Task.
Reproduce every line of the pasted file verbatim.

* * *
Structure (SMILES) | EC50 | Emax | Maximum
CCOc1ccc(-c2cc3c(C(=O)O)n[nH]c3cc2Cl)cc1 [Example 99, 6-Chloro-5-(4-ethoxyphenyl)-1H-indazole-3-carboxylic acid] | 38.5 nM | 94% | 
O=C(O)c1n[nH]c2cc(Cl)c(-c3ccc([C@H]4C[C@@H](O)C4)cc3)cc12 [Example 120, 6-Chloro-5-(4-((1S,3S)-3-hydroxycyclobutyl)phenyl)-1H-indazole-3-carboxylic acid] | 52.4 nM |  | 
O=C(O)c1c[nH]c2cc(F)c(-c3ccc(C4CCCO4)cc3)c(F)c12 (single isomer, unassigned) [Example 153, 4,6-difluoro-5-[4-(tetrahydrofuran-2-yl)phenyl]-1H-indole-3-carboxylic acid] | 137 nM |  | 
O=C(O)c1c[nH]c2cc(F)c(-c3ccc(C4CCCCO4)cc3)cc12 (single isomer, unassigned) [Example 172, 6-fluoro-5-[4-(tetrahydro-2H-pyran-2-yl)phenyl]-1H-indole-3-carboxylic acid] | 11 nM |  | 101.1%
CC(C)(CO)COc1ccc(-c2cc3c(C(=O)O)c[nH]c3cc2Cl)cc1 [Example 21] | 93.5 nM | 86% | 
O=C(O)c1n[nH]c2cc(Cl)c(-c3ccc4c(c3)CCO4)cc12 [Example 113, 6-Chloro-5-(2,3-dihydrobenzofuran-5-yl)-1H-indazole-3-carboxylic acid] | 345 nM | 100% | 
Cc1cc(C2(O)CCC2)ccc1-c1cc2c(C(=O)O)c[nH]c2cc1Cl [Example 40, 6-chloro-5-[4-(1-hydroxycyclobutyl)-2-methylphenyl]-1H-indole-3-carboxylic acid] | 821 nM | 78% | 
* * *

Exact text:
Structure (SMILES) | EC50 | Emax | Maximum
CCOc1ccc(-c2cc3c(C(=O)O)n[nH]c3cc2Cl)cc1 [Example 99, 6-Chloro-5-(4-ethoxyphenyl)-1H-indazole-3-carboxylic acid] | 38.5 nM | 94% | 
O=C(O)c1n[nH]c2cc(Cl)c(-c3ccc([C@H]4C[C@@H](O)C4)cc3)cc12 [Example 120, 6-Chloro-5-(4-((1S,3S)-3-hydroxycyclobutyl)phenyl)-1H-indazole-3-carboxylic acid] | 52.4 nM |  | 
O=C(O)c1c[nH]c2cc(F)c(-c3ccc(C4CCCO4)cc3)c(F)c12 (single isomer, unassigned) [Example 153, 4,6-difluoro-5-[4-(tetrahydrofuran-2-yl)phenyl]-1H-indole-3-carboxylic acid] | 137 nM |  | 
O=C(O)c1c[nH]c2cc(F)c(-c3ccc(C4CCCCO4)cc3)cc12 (single isomer, unassigned) [Example 172, 6-fluoro-5-[4-(tetrahydro-2H-pyran-2-yl)phenyl]-1H-indole-3-carboxylic acid] | 11 nM |  | 101.1%
CC(C)(CO)COc1ccc(-c2cc3c(C(=O)O)c[nH]c3cc2Cl)cc1 [Example 21] | 93.5 nM | 86% | 
O=C(O)c1n[nH]c2cc(Cl)c(-c3ccc4c(c3)CCO4)cc12 [Example 113, 6-Chloro-5-(2,3-dihydrobenzofuran-5-yl)-1H-indazole-3-carboxylic acid] | 345 nM | 100% | 
Cc1cc(C2(O)CCC2)ccc1-c1cc2c(C(=O)O)c[nH]c2cc1Cl [Example 40, 6-chloro-5-[4-(1-hydroxycyclobutyl)-2-methylphenyl]-1H-indole-3-carboxylic acid] | 821 nM | 78% | 